Cold Sesame Noodles (or: I Ate a Vegan Meal And Lived to Tell the Tale)

Have you ever read through a recipe where the ingredients just didn’t make any sense together, but you took a chance, made it anyway, and it was awesome?

Because I’m not made of money I don’t try this out too often, but since this Sam Sifton recipe for takeout-style sesame noodles would only involve buying pretty cheap ingredients, I went for it. I highly recommend you do the same, especially now that it’s hotter than the fires of Hell outside with no signs of stopping, and you serve this vegetarian dish cold.  It involves no actual cooking aside from boiling noodles, so it doesn’t heat up the entire house, either. It seems that, at long last, I’ve learned how to cook something that’s suitable for outdoor temperatures over 60 degrees. Hooray!

I’m being a little dishonest: I had this before I made it myself. My dad makes it every so often, but he lives in Central Jersey, where you can go to Asian markets to find the authentic Chinese sesame paste and egg noodles the recipe recommends. I live at the Jersey shore. There are no Asian markets here and DON’T THINK I HAVEN’T NOTICED, MONMOUTH COUNTY. So with that in mind, I set off to find suitable substitute ingredients (read: tahini , as indicated in the recipe, and lo-mein noodles in the international section) at my local Shoprite, built in the seventies with terrifyingly narrow aisles and definitely structurally sound enough to be used as a shelter in some kind of nuclear apocalypse.

The recipe indicates that the chili garlic paste goes right into the sauce, but I left it out so the various eaters in my house could pick their own spice level, and that works out okay because if you have leftovers, the chili garlic sauce just makes them spicier as they sit in the fridge. (Side note: my friend dumped a whole bunch onto his serving by accident, ate it anyway, and I haven’t heard from him since. I hope he’s okay.) The cucumber  and peanuts are a must, because they provides crunch and color in an otherwise mushy meal and also make a great compliment to the chili sauce.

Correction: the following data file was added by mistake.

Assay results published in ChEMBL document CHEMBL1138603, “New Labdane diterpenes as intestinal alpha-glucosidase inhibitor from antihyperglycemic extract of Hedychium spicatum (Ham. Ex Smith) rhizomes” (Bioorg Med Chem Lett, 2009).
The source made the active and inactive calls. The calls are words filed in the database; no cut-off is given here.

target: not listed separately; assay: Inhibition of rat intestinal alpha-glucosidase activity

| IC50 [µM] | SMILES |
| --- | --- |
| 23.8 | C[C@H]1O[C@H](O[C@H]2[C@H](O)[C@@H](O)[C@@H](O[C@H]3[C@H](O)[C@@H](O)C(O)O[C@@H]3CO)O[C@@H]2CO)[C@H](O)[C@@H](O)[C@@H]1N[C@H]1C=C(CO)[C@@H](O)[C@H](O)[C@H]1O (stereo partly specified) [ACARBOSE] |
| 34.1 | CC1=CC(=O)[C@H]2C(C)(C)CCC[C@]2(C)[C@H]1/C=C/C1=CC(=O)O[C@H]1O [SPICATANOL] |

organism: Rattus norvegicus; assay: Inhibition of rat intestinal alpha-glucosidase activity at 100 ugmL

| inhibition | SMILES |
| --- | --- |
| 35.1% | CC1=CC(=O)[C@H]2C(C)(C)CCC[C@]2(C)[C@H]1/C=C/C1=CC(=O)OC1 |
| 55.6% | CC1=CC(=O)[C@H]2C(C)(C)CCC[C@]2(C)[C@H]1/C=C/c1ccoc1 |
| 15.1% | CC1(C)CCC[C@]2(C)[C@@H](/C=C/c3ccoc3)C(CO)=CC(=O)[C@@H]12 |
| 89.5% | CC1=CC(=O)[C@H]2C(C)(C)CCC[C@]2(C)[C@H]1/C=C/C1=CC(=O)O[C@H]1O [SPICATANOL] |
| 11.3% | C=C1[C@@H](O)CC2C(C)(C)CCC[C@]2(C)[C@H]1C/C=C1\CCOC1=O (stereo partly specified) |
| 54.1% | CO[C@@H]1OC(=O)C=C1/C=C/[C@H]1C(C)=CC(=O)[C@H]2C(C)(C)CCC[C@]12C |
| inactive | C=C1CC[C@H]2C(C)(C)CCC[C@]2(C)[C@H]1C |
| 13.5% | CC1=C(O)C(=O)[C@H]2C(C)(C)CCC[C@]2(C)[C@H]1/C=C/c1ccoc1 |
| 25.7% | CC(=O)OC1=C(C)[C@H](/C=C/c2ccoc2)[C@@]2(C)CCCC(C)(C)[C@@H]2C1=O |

Here’s the recipe with my adjustments to accommodate a super-white spice tolerance and grocery shopping population. Again, this recipe is from the New York Times cooking section, and definitely head over there to read the recipe description- it’s seriously the most poetic food description I’ve ever heard.

Cold Sesame Noodles


  • 1 pound lo-mein noodles
  • 2 tbsp roasted sesame oil, plus a splash
  • 3 1/2 tbsp soy sauce
  • 2 tbsp rice vinegar
  • 2 tbsp tahini
  • 2 tbsp smooth peanut butter
  • 1 tbsp sugar
  • 1 tbsp finely grated ginger
  • 2 tsp minced garlic

Serve with:

  • Chili sauce (sriracha, chili-garlic sauce, sweet chili sauce… it’s up to you)
  • Peeled and seeded cucumber matchsticks, sliced thin and short (see photo)
  •  Chopped roasted peanuts


  1. Bring a large pot of water to a boil.
  2. Add noodles and cook until barely tender; they should still be a little bit chewy. Depending on the type of noodles you use, this could be anywhere between 2 and 5 minutes- just keep an eye on them.
  3. Drain, rinse with cold water, drain again and toss with a splash of sesame oil. This keeps the noodles from sticking to themselves as they cool down. Transfer the noodles to a bowl.
  4. In a medium bowl, whisk together the remaining sesame oil, soy sauce, rice vinegar, tahini, peanut butter, sugar, ginger, and garlic. If you’re choosing to add the chili-garlic paste right into your dish, whisk it into here as well. Even though it’s made of thick, dense ingredients, it’s not really a thick sauce, so if it seems liquidy, you haven’t done anything wrong!
  5. Pour the sauce over the noodles and toss.


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